One of the fun things about driving a coach is that you really “don’t know what tomorrow’s going to bring.” As head Mr. Fixit in the Anderson shop, one day Polkabla might be installing a new bus wash, another he might be building cabinets. “You think you may have a plan, but whatever needs to be done right now, you’ve got to go with the flow.”
In 1991, Phil happened upon his dream car for sale while driving a group through Loudonville, Ohio. In 2019, you’d do a quick internet search and likely find out details. He ended up calling the police department there and told them about the white, 1971 Torino he was interested in buying. They knew the 91-year-old woman selling the car and got him her contact info. He took his two small kids and cash one day to check it out. He still has the car, which only has 21,000 miles on it.
A lot has changed in the industry since Phil began his career. There’s a much more rigorous onboarding process for drivers. The buses are bigger – Anderson’s current model motorcoaches are 10 feet longer than they were in the 70s – and tricked out with technology. The vehicles are quite different from when Polkabla started; he noted that the old stick shift coaches could be push started by a handful of people if the battery died and they didn’t have power steering back in the 1970s.
“I’ve seen over 200 motorcoaches since I started actually driving here. I couldn’t tell you how many school buses,” Polkabla said.
Another huge change is that everything used to operate on a cash basis and now everything’s handled via credit cards.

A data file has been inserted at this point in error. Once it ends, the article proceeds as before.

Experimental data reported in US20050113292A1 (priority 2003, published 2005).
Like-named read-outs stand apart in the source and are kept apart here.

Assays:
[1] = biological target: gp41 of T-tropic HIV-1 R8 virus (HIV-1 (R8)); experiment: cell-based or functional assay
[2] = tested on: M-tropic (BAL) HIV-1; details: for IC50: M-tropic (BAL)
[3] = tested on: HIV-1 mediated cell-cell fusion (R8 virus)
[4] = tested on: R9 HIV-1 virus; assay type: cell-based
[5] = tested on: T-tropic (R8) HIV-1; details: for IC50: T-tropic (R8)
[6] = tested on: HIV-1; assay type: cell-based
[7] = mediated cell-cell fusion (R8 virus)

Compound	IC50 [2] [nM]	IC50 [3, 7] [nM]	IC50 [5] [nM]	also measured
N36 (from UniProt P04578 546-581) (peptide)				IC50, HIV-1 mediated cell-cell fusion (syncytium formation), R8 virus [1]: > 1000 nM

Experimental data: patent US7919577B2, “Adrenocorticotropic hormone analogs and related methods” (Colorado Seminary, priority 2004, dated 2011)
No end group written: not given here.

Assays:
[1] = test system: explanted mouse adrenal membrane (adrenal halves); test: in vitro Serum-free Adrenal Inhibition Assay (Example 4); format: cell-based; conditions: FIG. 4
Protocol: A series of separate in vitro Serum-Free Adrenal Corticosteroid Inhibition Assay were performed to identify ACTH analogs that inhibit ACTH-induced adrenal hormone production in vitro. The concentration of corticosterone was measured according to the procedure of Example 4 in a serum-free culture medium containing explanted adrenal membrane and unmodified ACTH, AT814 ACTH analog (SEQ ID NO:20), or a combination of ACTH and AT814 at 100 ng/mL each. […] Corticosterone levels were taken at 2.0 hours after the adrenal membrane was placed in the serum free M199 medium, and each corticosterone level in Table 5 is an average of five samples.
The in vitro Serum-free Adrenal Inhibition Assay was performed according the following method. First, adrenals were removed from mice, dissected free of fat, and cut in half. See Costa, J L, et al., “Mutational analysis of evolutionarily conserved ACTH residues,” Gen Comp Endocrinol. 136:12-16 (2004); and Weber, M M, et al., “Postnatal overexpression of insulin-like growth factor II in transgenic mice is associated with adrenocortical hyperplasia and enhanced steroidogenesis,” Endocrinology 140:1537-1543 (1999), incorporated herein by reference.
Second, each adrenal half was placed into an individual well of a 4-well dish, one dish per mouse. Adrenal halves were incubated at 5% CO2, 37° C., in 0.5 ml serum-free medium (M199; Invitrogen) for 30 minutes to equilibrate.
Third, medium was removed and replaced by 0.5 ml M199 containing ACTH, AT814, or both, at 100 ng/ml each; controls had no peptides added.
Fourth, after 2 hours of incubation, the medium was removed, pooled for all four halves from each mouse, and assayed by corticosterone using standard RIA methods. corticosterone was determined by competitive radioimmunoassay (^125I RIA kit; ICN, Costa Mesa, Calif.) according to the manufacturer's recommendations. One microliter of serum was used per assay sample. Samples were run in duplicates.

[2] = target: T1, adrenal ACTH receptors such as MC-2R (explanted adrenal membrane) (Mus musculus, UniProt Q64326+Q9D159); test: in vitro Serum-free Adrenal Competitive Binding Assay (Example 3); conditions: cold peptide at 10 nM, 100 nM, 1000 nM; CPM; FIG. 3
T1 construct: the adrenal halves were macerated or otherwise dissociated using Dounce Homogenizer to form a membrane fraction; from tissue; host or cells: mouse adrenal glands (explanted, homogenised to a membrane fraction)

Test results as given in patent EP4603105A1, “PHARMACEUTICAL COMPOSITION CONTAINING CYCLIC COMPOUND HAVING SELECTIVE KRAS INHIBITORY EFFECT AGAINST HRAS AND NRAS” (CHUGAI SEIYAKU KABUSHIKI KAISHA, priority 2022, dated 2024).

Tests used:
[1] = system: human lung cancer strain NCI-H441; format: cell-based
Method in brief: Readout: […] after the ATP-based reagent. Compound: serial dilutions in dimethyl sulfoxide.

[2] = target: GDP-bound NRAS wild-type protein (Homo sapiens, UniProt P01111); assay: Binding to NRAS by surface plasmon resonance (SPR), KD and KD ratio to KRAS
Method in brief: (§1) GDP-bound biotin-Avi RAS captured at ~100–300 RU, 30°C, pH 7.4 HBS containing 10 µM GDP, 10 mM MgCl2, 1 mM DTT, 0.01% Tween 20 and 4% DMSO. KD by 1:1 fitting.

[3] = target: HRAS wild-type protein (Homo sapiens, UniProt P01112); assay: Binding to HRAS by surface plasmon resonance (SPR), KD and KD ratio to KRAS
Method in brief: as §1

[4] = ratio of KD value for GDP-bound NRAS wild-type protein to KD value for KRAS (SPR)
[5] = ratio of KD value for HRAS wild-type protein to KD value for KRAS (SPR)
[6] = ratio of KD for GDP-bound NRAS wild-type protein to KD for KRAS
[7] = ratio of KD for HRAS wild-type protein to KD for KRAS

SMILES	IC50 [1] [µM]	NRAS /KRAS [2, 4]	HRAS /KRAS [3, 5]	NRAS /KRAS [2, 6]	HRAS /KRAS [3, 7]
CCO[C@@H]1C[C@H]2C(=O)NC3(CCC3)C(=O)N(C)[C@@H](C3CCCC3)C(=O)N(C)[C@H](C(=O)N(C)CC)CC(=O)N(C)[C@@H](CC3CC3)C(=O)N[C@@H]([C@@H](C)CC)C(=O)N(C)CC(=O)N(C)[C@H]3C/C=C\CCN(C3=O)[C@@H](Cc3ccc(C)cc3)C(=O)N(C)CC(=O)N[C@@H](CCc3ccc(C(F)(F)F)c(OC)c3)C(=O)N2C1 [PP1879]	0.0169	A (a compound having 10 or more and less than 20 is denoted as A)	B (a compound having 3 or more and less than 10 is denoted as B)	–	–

“Dot would send you out with the exact amount of cash you’d need and tell you to ‘collect the money before you go’ ” from the customer, he said. “Dot knew how much that trip was going to cost. Tolls, lodging, meals and possibly parking. She might give you $30 or $40 more just in case. She had it down to a science. There was never one time that I was short cash for a trip.”
Phil said drivers returned with their receipts and if everything didn’t match up or you “shorted her a penny” you’d get a tiny note from Dot with what was wrong.
And sometimes, he said, routing would take you so far off the beaten path “you wondered how did O.D. ever find this place? He talked to people.”
Talking to other drivers over the CB radio let them keep track of each other out on the road. These communique served as an early sort of review for folks, too. After a clerk at a truck stop outside Scranton, PA, gave Phil “the dickens” for showing up in the middle of the night with a bus full of people, he says he would tell anyone in the area saying they needed to stop for fuel to skip that location.
Polkabla still drove up until his retirement for a few select customers, mainly Greenville High School music programs, thanks to long-time relationships. He said the technology has changed the way people interact on the bus ride, too. “They used to look out the windows to see the great United States, not at screens.”
In addition to friends for life, the job also gave Polkabla a chance to visit many places he might not have been able to go.
“I drove to Alaska three times,” Phil said, noting that after O.D. passed away in 1990, Polkabla drove the first of the trips through Canada, which is considered Anderson’s signature tour.
He said he enjoys the “rusticness” of Alaska and some of his other favorite places he’s traveled with Anderson are Branson, MO, the Midwest, the Northwest and that he likes New York City and Boston. He lauded “the best tour guide you could ever have” in Richard Goldfine, who gives historical tours of Boston.
“I had a lot of good times and a lot of fun with a lot of drivers,” Polkabla said, noting most of the people he knew back when have passed away. “I was the baby of the bunch really.”
Enjoy your retirement, Phil. We’ll miss you, but you’ve earned it. See you on the road.